The National League's first successful counterpart, the American League, which evolved from the minor Western League, was established in 1901. The two leagues, each with eight teams, were rivals that fought for the best players, often disregarding each other's contracts and engaging in bitter legal disputes. A modicum of peace was eventually established, leading to the National Agreement of 1903. The pact formalized relations both between the two major leagues and between them and the National Association of Professional Base Ball Leagues, representing most of the country's minor professional leagues.
The World Series, pitting the two major-league champions against each other, was inaugurated that fall, albeit without express major-league sanction. The Boston Americans of the American League defeated the Pittsburgh Pirates of the National League. The next year, the series was not held, as the National League champion New York Giants, under manager John McGraw, refused to recognize the major-league status of the American League and its champion. In 1905, the Giants were National League champions again, and team management relented, leading to the establishment of the World Series as the major leagues' annual championship event.
Frederick Law Olmsted
Frederick Law Olmsted (April 26, 1822–August 28, 1903) was an American landscape architect, journalist, social critic, and public administrator. He is popularly considered to be the father of American landscape architecture. Olmsted was famous for codesigning many well-known urban parks with his senior partner, Calvert Vaux, including Prospect Park and Central Park in New York City, as well as Elm Park (Worcester, Massachusetts), which is considered by many to be the first municipal park in America.
Olmsted not only created numerous city parks around the country, but he also conceived of entire systems of parks and interconnecting parkways to connect certain cities to green spaces. Two of the best examples of the scale on which Olmsted worked are the park system designed for Buffalo, New York, and the system he designed for Milwaukee, Wisconsin. Olmsted was a frequent collaborator with architect Henry Hobson Richardson, for whom he devised the landscaping schemes for half a dozen projects, including Richardson's commission for the Buffalo State Asylum.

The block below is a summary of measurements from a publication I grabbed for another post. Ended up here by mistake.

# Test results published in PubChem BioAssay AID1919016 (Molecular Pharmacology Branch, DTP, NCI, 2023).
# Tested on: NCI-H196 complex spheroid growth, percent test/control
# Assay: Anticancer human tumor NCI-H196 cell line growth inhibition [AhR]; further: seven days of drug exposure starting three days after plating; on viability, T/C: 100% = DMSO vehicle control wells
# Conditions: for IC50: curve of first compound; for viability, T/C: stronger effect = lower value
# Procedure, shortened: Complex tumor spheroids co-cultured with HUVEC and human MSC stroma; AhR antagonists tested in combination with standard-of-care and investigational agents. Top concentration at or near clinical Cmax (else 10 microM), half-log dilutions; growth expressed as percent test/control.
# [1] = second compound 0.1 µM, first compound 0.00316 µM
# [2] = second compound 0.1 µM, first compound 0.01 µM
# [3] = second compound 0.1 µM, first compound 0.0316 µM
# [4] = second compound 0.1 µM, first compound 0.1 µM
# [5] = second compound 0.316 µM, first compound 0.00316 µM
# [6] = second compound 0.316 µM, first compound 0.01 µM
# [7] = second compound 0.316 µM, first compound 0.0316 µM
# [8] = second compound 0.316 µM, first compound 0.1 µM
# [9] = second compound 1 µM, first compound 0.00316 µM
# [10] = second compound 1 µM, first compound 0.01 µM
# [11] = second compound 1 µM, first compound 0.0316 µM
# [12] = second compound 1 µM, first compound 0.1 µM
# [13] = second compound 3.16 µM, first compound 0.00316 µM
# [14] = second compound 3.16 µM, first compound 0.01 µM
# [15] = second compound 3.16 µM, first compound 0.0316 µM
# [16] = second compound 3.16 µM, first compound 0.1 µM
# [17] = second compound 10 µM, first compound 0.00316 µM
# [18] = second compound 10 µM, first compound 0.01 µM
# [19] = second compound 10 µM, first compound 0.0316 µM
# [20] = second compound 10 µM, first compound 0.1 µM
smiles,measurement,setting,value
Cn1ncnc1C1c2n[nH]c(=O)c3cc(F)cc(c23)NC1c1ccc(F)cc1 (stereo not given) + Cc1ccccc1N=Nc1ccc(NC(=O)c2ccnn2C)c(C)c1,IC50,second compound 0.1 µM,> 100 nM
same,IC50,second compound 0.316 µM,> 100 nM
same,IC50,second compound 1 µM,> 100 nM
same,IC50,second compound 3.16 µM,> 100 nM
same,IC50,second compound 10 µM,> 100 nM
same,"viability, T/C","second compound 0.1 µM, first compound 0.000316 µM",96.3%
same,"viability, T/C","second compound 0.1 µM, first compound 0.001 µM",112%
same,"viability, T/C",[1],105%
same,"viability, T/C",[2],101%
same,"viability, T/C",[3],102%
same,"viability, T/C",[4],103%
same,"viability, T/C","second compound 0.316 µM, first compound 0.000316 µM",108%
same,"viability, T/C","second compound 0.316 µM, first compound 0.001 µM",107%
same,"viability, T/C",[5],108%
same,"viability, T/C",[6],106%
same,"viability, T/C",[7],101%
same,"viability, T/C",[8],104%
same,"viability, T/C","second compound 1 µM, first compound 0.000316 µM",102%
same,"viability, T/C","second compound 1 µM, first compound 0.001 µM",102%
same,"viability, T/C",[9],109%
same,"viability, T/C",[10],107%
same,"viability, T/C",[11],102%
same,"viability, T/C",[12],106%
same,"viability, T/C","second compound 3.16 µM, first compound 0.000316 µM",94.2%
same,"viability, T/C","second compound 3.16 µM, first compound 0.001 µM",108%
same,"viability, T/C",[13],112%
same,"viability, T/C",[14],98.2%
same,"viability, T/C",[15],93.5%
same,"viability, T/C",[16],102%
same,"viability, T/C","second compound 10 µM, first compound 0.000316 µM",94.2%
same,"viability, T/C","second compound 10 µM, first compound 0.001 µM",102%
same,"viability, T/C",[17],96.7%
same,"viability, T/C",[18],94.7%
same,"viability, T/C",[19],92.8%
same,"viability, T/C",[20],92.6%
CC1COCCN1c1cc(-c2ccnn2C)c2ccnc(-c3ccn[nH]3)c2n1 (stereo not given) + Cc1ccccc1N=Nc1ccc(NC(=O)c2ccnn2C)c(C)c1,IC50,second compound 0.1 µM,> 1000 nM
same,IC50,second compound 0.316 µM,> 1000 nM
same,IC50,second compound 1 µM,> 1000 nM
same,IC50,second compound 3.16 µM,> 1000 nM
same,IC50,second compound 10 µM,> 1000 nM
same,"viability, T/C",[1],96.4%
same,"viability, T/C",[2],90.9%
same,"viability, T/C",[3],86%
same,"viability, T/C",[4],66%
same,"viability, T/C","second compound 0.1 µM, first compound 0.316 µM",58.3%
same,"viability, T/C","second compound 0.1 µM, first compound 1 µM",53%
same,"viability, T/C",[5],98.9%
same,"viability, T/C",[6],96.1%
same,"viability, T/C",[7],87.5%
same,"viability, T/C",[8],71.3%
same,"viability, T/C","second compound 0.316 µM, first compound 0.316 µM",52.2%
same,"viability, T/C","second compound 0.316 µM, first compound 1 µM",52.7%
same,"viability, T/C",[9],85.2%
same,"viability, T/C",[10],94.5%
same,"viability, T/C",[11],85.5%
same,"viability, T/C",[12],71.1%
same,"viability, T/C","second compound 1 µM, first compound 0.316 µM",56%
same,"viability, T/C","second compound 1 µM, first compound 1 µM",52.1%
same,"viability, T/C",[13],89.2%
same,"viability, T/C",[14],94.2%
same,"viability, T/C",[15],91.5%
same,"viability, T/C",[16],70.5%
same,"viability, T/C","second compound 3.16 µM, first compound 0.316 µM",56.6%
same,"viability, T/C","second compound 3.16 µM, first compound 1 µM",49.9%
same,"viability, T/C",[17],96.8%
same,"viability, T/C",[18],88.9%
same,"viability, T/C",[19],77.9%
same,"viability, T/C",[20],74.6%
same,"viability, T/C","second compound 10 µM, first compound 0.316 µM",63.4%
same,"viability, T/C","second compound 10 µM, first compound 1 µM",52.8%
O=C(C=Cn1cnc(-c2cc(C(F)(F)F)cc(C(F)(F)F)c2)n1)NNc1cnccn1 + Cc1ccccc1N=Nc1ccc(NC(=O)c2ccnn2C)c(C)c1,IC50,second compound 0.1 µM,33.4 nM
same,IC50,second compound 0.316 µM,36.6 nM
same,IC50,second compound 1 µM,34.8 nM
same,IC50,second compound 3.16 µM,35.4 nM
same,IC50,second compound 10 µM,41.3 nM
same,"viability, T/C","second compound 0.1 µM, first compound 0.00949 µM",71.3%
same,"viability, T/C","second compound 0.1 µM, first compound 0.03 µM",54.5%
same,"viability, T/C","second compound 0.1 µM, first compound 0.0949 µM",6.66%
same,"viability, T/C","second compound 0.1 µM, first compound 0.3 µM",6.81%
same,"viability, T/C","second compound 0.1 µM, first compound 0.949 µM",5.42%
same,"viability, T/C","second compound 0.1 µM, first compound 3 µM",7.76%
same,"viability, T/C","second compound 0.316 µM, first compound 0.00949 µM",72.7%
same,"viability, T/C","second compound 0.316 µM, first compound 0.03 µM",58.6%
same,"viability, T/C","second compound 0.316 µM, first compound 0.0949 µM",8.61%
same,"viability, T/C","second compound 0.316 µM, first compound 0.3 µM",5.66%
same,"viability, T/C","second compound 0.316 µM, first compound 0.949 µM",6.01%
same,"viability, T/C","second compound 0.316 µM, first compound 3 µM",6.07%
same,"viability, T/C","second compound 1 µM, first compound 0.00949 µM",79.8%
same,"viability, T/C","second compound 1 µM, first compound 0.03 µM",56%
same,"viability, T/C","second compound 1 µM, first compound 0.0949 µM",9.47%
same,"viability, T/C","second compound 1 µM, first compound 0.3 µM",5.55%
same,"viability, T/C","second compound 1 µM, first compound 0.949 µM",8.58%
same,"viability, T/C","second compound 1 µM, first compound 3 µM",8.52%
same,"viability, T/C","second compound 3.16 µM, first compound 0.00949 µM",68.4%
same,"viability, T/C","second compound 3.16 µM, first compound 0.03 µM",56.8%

In 1883, Olmsted established what is considered to be the first full-time landscape architecture firm in Brookline, Massachusetts. He called the home and office compound "Fairsted." It is now the restored Frederick Law Olmsted National Historic Site. From there, Olmsted designed Boston's Emerald Necklace, the campuses of Stanford University and the University of Chicago, as well as the 1893 World's Fair in Chicago, among many other projects.
New York City's need for a great public park was voiced by the poet and editor of the Evening Post (now the New York Post), William Cullen Bryant, and by the first American landscape architect, Andrew Jackson Downing, who began to publicize the city's need for a public park in 1844. Many influential New Yorkers expressed the need for a stylish place for open-air driving, similar to the Bois de Boulogne in Paris or London's Hyde Park. After an abortive attempt in 1850–1851 to designate Jones's Wood, in 1853, the New York legislature settled upon a 700-acre area from 59th to 106th Streets for the creation of the park, at a cost of more than $5 million for the land alone. The state appointed a Central Park Commission to oversee the development of the park, and in 1857, the commission held a landscape design contest. Frederick Law Olmsted and Calvert Vaux developed what came to be known as the "Greensward Plan," which was selected as the winning design. Olmsted began executing their plan almost immediately.